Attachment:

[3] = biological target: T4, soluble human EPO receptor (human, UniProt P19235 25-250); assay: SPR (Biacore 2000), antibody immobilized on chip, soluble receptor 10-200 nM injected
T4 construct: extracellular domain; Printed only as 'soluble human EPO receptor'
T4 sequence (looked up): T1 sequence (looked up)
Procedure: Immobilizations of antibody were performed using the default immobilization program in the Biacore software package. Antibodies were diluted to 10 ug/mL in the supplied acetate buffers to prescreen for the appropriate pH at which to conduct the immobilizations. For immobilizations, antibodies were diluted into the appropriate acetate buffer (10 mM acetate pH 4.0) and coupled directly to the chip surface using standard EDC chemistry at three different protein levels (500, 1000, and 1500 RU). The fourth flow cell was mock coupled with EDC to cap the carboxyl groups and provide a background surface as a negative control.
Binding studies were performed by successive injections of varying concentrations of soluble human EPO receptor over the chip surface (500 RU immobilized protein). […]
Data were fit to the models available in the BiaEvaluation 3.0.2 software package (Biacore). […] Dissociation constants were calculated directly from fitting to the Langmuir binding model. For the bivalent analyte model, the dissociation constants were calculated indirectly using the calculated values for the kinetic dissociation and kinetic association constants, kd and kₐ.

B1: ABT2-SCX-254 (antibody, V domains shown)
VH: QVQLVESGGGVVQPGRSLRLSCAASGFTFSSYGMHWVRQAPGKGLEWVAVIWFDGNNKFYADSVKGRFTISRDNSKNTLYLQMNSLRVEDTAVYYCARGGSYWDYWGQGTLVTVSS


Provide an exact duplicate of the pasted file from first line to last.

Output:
[3] = biological target: T4, soluble human EPO receptor (human, UniProt P19235 25-250); assay: SPR (Biacore 2000), antibody immobilized on chip, soluble receptor 10-200 nM injected
T4 construct: extracellular domain; Printed only as 'soluble human EPO receptor'
T4 sequence (looked up): T1 sequence (looked up)
Procedure: Immobilizations of antibody were performed using the default immobilization program in the Biacore software package. Antibodies were diluted to 10 ug/mL in the supplied acetate buffers to prescreen for the appropriate pH at which to conduct the immobilizations. For immobilizations, antibodies were diluted into the appropriate acetate buffer (10 mM acetate pH 4.0) and coupled directly to the chip surface using standard EDC chemistry at three different protein levels (500, 1000, and 1500 RU). The fourth flow cell was mock coupled with EDC to cap the carboxyl groups and provide a background surface as a negative control.
Binding studies were performed by successive injections of varying concentrations of soluble human EPO receptor over the chip surface (500 RU immobilized protein). […]
Data were fit to the models available in the BiaEvaluation 3.0.2 software package (Biacore). […] Dissociation constants were calculated directly from fitting to the Langmuir binding model. For the bivalent analyte model, the dissociation constants were calculated indirectly using the calculated values for the kinetic dissociation and kinetic association constants, kd and kₐ.

B1: ABT2-SCX-254 (antibody, V domains shown)
VH: QVQLVESGGGVVQPGRSLRLSCAASGFTFSSYGMHWVRQAPGKGLEWVAVIWFDGNNKFYADSVKGRFTISRDNSKNTLYLQMNSLRVEDTAVYYCARGGSYWDYWGQGTLVTVSS